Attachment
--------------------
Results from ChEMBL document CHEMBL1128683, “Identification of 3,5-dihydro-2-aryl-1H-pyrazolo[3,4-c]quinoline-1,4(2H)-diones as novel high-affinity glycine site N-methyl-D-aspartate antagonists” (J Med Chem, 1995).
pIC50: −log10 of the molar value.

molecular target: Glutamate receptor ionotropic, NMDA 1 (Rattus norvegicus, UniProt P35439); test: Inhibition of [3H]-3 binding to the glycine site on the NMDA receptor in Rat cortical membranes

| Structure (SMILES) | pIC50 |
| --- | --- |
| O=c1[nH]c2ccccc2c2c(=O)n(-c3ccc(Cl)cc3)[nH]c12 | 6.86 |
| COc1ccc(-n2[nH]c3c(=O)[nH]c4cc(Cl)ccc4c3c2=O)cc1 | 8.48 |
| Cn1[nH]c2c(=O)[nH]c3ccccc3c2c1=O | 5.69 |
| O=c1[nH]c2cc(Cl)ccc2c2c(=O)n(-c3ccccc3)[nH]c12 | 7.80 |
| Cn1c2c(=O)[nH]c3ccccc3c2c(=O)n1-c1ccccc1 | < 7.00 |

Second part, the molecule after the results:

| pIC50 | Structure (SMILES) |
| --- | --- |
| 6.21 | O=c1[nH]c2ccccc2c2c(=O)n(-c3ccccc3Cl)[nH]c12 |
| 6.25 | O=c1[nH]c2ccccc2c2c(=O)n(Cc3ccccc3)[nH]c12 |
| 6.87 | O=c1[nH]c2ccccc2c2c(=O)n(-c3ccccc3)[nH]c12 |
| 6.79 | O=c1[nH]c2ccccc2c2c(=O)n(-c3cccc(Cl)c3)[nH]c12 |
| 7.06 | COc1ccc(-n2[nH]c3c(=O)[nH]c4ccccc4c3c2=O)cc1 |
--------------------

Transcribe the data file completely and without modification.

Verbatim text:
Results from ChEMBL document CHEMBL1128683, “Identification of 3,5-dihydro-2-aryl-1H-pyrazolo[3,4-c]quinoline-1,4(2H)-diones as novel high-affinity glycine site N-methyl-D-aspartate antagonists” (J Med Chem, 1995).
pIC50: −log10 of the molar value.

molecular target: Glutamate receptor ionotropic, NMDA 1 (Rattus norvegicus, UniProt P35439); test: Inhibition of [3H]-3 binding to the glycine site on the NMDA receptor in Rat cortical membranes

| Structure (SMILES) | pIC50 |
| --- | --- |
| O=c1[nH]c2ccccc2c2c(=O)n(-c3ccc(Cl)cc3)[nH]c12 | 6.86 |
| COc1ccc(-n2[nH]c3c(=O)[nH]c4cc(Cl)ccc4c3c2=O)cc1 | 8.48 |
| Cn1[nH]c2c(=O)[nH]c3ccccc3c2c1=O | 5.69 |
| O=c1[nH]c2cc(Cl)ccc2c2c(=O)n(-c3ccccc3)[nH]c12 | 7.80 |
| Cn1c2c(=O)[nH]c3ccccc3c2c(=O)n1-c1ccccc1 | < 7.00 |

Second part, the molecule after the results:

| pIC50 | Structure (SMILES) |
| --- | --- |
| 6.21 | O=c1[nH]c2ccccc2c2c(=O)n(-c3ccccc3Cl)[nH]c12 |
| 6.25 | O=c1[nH]c2ccccc2c2c(=O)n(Cc3ccccc3)[nH]c12 |
| 6.87 | O=c1[nH]c2ccccc2c2c(=O)n(-c3ccccc3)[nH]c12 |
| 6.79 | O=c1[nH]c2ccccc2c2c(=O)n(-c3cccc(Cl)c3)[nH]c12 |
| 7.06 | COc1ccc(-n2[nH]c3c(=O)[nH]c4ccccc4c3c2=O)cc1 |